Biomeme Collaborates with NIH-funded Antibacterial Resistance Leadership Group to Evaluate Host Response Test, Differentiating Bacterial & Viral Infections to Combat AMR

Biomeme is launching a clinical study aimed at spearheading the attack against antibiotic misuse and antimicrobial resistance (AMR). Biomeme, in collaboration with the Antibacterial Resistance Leadership Group (ARLG) and the Duke Clinical Research Institute (DCRI), plans to begin their “RADICAL 510k” clinical study evaluating their new host response test in the fall of 2023.

PHILADELPHIA , July 20th, 2023 /PRNewswire-PRWeb/ — In a June 2023 policy brief, the World Health Organization (WHO) included the need for diagnostic tests to discriminate between bacterial infections, viral infections, and noninfectious syndromes on their list of 40 research priorities to combat AMR[1]. Globally, 4.95 million deaths were linked with AMR in 2019.[2] In the United States, statistics show that antibacterial-resistant infections affected more than 2.8 million individuals, resulting in over 35,000 fatalities.[3] The inappropriate prescription of antibiotics for viral illnesses compounds this issue, leading to increased healthcare costs,[4-6] prolonged hospital stays, and the need for more intensive and expensive care.[7]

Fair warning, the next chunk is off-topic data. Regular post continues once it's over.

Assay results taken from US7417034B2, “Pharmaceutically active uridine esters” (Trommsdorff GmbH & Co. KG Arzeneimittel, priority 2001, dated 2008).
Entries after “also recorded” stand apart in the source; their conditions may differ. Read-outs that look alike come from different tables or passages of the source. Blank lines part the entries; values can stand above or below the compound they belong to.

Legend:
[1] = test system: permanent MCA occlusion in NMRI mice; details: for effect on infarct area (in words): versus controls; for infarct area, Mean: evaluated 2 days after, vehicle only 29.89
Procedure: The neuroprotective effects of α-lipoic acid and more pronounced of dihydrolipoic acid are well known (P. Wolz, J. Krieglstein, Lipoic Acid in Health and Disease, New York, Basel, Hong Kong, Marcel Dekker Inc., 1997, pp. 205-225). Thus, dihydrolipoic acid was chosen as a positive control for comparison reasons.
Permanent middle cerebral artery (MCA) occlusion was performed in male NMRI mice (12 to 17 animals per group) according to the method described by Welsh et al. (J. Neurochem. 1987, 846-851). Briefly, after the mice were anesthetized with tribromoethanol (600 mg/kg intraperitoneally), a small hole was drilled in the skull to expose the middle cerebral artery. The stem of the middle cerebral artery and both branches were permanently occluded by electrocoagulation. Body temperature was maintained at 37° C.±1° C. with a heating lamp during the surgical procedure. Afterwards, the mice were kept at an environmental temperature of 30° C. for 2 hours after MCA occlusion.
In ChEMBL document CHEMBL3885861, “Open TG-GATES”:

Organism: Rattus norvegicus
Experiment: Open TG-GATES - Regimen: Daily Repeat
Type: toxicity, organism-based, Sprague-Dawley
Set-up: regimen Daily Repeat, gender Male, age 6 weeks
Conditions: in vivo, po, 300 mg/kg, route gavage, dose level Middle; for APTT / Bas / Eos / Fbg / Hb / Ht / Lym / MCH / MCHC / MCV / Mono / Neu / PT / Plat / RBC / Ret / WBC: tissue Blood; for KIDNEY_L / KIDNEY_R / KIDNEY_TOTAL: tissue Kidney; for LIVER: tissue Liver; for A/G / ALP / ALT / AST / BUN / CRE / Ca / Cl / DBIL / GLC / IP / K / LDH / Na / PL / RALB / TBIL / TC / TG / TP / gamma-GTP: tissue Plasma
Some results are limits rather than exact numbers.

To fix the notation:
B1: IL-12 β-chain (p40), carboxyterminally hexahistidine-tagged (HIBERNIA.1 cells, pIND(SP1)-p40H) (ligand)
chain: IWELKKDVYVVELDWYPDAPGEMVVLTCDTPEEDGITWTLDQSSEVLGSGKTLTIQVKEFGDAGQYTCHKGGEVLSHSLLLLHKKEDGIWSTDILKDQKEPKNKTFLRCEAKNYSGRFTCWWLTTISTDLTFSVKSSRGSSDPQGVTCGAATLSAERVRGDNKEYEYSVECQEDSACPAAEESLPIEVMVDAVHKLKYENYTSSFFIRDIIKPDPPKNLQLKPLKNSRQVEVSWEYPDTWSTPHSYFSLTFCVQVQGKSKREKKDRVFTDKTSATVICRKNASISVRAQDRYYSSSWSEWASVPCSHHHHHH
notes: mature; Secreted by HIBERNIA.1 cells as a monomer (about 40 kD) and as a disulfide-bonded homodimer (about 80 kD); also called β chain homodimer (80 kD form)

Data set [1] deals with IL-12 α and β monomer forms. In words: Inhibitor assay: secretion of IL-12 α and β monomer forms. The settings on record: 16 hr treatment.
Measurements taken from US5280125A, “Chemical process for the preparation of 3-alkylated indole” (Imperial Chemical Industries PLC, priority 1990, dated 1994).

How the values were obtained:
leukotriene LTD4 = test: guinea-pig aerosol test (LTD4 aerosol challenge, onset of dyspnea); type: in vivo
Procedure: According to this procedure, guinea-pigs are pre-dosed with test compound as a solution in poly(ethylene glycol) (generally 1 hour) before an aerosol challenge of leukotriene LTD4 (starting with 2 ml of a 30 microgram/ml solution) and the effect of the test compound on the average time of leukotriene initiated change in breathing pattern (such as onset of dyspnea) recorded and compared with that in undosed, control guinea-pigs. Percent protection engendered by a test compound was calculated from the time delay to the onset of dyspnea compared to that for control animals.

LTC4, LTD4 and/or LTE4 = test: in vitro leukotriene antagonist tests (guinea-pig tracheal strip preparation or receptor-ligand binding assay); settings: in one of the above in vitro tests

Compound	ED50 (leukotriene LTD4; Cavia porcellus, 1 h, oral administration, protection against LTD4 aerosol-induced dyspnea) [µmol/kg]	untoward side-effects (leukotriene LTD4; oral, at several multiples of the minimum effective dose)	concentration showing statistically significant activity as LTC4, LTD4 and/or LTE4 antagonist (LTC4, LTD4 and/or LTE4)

Recognizing the gravity of the AMR crisis, Biomeme, ARLG, and DCRI are committed to researching practical solutions that empower physicians by providing them with timely and accurate diagnostic information, thus facilitating informed decisions regarding antibiotic treatment. One possible solution is the new Biomeme host response test that differentiates bacterial and viral infections, which is the subject of the RADICAL 510k study.

Christopher Woods, MD, MPH, Chief Medical Officer at Biomeme, said “This study will explore whether Biomeme’s solution addresses a critical gap in our diagnostic armamentarium– a tool that accurately informs physicians if their patients have a bacterial or viral infection in a timely manner.”

“AMR is a systemic and global problem of huge proportions against which progress has been stalled during COVID-19. Creating preventative approaches to promote prudent antimicrobial use through a One Health approach is imperative to addressing this global health issue,” said Vance Fowler, MD, MHS, Duke University and ARLG Co-Principal Investigator.

The collaboration between Biomeme, ARLG, and DCRI ensures that the RADICAL 510k study will benefit from the oversight of leading global health and clinical experts specializing in antibiotic-resistant infections.

“This is a great opportunity for some of the world’s leading researchers in this space to work together to evaluate new products with the potential to improve antibiotic stewardship,” said Thomas Holland, MD, Duke University and Principal Investigator for the RADICAL 510k study at DCRI. “We are working with the FDA on the study design and are very appreciative of their input thus far.”